Being homemade means we can’t sell our beers, at least not yet. Maybe down the road - some day - we will go commercial. That doesn’t mean we can’t talk about the beers though! We first started brewing by making clones of popular beers, but we quickly became more creative and adventurous. Sometimes we return to our original homebrew roots and try to clone the beers love that we can’t source locally.
Every part of brewing beer is an adventure. We start with an inspiration: the taste of a new brew or a unique ingredient that pops out at us.
Next comes the research. What is it about this new beer we like so much? How do others use this ingredient that has snagged our interest? Once we have a rough idea of what we want to do we’ll start working on a recipe. It’s a collaborative effort: we’ll both make adjustments to the recipe to get the correct balance of flavor, color, and alcohol content. Since we love to tinker, we’ll often continue making small changes to the recipe right up until brew day.
Unlike commercial breweries, our brew days are almost never the same. While we do have a well defined process, something is always changing. Learning something new, changes in vendors, equipment, the weather, and even improvements in the process itself can impact the final product.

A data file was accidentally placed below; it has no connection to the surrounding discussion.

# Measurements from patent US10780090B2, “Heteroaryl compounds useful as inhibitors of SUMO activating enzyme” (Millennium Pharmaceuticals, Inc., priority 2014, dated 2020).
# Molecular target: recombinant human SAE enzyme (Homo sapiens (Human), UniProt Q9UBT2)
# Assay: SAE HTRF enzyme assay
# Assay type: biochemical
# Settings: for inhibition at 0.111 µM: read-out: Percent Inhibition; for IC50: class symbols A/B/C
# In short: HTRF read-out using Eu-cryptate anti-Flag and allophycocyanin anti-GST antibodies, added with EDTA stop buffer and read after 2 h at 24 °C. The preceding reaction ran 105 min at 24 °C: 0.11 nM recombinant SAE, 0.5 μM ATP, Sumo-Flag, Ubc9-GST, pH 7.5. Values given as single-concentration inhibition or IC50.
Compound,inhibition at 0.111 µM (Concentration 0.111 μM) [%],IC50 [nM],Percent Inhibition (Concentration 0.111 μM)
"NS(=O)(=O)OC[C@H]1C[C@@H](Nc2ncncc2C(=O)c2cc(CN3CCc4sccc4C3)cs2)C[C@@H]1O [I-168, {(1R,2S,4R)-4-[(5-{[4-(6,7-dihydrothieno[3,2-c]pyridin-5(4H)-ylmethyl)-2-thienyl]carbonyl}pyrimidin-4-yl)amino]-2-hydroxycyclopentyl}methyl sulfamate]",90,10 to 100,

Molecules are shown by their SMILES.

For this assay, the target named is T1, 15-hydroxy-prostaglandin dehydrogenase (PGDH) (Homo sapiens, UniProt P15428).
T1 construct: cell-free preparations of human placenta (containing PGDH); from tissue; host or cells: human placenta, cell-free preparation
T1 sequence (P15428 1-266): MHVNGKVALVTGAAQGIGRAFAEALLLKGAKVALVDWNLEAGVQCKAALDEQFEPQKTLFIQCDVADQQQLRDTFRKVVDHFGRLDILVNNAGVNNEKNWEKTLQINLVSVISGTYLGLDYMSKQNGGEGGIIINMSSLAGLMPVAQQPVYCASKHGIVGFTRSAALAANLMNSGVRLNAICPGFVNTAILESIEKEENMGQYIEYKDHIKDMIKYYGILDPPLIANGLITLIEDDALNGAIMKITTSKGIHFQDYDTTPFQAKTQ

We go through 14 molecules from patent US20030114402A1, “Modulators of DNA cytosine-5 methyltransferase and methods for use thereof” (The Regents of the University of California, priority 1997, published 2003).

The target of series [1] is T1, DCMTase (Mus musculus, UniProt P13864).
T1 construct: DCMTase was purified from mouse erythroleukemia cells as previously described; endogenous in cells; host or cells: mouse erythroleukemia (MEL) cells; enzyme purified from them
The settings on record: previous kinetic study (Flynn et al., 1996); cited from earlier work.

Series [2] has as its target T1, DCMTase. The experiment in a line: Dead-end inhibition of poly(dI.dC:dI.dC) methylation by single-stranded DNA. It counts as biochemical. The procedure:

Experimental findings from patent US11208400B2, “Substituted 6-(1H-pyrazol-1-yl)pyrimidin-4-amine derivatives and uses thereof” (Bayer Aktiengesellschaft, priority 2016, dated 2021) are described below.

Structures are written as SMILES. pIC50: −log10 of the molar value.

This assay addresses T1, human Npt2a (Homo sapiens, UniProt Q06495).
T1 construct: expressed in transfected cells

We even enjoy hearing the bubbles of CO2 coming out of the fermenter’s blowoff tube. Those first bubbles are highly anticipated. It’s important to know when fermentation starts and stops: it it a vital part of the beer making process. Once fermentation is complete, we can try the very first sample. We may find out if our recipe met our expectations, if we’ve missed the mark, or we may just shrug and have to be a little more patient. Next up, the beer is moved into a stainless steel keg and into cold storage. Our aging process, at this point, is pretty loose. It is driven more by how quickly our taps run dry or even by our tasting moods.Of course, we have our favorite seasonal beer styles. While we may make these staples every year, we usually adjust and refine the recipes. Every once in a while though, we find one so good we just have to make it again.